Researchers at Harvard Medical School in the U.S. suggest that having a big bum may be a good thing from a health perspective.
It appears that the type of fat that accumulates around the hips and bottom may offer some protection against diabetes.
Experts know that fat that collects in the abdomen, known as visceral fat, can raise a person's risk of diabetes and heart disease, whereas people with pear-shaped bodies, with fat deposits in the buttocks and hips, are less prone to these disorders.
Visceral and subcutaneous fat have major genetic differences and differ in their exposure to various hormones and growth factors and in their nutrient and oxygen supply.
The subcutaneous fat which collects under the skin possibly helps to improve sensitivity to the hormone insulin, which regulates blood sugar and may be actively protecting people from metabolic disease.
According to Dr. Ronald Kahn who led the research, mice given transplants of this type of fat deep into their abdomens lost weight and their fat cells shrank, even though they made no changes in their diet or activity levels.
Dr. Kahn says surprisingly it had a beneficial effect especially when it was placed inside the abdomen.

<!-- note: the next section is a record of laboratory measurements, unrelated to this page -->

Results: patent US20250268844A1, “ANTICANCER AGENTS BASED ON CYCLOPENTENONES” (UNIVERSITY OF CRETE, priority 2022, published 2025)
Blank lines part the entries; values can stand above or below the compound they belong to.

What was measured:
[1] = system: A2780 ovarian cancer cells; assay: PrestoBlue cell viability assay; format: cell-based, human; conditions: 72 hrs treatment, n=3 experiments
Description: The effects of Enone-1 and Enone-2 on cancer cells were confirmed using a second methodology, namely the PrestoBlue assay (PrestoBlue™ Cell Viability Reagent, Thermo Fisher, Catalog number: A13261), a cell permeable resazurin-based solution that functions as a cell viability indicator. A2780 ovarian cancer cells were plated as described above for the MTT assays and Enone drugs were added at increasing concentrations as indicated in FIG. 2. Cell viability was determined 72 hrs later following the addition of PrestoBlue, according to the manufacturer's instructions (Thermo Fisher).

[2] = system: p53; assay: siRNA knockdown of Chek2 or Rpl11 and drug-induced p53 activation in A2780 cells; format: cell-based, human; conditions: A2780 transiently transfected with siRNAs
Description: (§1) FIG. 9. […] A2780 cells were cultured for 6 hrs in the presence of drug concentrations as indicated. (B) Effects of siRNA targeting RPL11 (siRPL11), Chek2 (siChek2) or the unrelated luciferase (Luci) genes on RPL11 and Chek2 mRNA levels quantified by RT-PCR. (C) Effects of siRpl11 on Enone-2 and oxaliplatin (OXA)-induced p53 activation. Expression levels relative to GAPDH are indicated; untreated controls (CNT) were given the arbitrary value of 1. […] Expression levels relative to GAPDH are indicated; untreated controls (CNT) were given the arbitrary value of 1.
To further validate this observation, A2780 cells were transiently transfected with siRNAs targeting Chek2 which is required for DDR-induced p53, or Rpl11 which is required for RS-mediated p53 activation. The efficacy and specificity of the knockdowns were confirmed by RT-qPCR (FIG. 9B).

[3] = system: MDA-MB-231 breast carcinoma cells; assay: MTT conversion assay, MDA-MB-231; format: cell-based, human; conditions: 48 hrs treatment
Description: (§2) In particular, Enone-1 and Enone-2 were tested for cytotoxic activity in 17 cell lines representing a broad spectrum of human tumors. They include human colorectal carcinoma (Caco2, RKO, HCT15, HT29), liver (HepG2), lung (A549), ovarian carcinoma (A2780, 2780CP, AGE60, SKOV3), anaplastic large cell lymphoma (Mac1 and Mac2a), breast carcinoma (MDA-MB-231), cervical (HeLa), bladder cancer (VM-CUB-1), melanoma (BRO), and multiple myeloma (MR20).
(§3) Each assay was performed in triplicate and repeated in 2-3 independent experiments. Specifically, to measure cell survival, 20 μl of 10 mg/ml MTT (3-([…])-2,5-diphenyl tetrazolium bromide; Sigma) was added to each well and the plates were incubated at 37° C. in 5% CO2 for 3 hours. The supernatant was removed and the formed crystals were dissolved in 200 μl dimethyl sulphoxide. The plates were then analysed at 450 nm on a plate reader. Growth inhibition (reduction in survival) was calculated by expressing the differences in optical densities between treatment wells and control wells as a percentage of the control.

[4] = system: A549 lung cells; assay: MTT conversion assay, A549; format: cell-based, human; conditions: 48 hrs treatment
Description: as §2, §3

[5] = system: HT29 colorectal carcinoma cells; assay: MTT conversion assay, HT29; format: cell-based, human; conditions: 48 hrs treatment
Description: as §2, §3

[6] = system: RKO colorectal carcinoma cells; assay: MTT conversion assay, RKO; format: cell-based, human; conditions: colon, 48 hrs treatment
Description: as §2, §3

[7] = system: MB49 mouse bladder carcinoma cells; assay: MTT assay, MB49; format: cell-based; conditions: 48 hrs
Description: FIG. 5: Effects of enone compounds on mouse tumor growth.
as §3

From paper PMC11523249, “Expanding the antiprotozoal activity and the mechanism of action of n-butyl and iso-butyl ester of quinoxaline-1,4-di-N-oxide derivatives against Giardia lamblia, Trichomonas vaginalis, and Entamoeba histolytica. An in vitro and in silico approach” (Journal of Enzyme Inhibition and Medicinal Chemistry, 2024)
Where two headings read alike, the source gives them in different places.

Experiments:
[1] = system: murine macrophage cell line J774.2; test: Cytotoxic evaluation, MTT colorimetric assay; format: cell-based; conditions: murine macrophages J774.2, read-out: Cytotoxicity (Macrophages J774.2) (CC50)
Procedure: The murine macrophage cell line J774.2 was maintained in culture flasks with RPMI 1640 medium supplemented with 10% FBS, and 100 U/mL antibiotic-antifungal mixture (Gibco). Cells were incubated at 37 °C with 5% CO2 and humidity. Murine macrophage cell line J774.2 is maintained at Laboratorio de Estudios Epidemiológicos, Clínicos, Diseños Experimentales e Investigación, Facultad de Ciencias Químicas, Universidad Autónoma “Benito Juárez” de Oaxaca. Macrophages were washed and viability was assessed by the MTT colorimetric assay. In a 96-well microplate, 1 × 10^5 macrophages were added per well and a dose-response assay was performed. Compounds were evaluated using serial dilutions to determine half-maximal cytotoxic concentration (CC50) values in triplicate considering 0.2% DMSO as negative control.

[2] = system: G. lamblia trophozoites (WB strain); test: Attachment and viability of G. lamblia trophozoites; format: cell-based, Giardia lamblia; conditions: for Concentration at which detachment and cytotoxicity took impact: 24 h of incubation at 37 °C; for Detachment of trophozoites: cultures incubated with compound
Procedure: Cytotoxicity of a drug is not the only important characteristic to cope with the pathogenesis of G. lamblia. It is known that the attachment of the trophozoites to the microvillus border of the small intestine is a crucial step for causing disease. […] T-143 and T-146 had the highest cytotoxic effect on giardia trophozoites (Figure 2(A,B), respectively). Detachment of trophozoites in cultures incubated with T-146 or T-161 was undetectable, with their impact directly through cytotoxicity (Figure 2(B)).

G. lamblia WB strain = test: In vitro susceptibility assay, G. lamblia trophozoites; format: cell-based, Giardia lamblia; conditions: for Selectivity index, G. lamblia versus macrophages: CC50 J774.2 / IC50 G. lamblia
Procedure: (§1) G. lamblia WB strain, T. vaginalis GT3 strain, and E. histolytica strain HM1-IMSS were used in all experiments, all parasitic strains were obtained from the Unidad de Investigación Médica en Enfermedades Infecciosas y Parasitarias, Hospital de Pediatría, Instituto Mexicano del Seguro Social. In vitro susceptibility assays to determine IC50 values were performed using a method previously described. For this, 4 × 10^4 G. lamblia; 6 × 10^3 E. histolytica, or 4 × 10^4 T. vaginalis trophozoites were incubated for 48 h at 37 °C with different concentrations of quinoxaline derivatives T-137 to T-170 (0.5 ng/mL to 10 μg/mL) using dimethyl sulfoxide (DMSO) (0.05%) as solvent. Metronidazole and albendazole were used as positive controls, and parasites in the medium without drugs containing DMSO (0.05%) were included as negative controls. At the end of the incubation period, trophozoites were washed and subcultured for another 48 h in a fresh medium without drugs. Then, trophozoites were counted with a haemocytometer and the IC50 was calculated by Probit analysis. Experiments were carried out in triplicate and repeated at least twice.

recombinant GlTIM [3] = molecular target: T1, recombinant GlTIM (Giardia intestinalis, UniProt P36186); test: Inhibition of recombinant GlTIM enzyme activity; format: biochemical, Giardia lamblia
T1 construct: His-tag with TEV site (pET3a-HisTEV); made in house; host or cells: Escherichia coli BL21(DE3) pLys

Dr. Kahn says initially the study aimed to find out why fat located in different parts of the body seems to have different risks of metabolic disease such as diabetes so they conducted a series of experiments on mice where they transplanted subcutaneous fat from donor mice into the bellies and under the skin of mice.
Mice that were given subcutaneous fat transplanted into their bellies started to slim down after several weeks, and also showed improved blood sugar and insulin levels compared to mice that underwent a sham procedure.
Dr. Kahn says this is an important result because not only does it say that not all fat is bad, but it points to a special aspect of fat where more research is needed.
The team are trying to find the substances produced in subcutaneous fat that provide the benefit as this could lead to the development of new drugs which mimic this effect.
Kahn says none of the known hormones appeared to be involved in this process and their findings suggest that there is some good fat.
The study is published in the current issue of Cell Metabolism.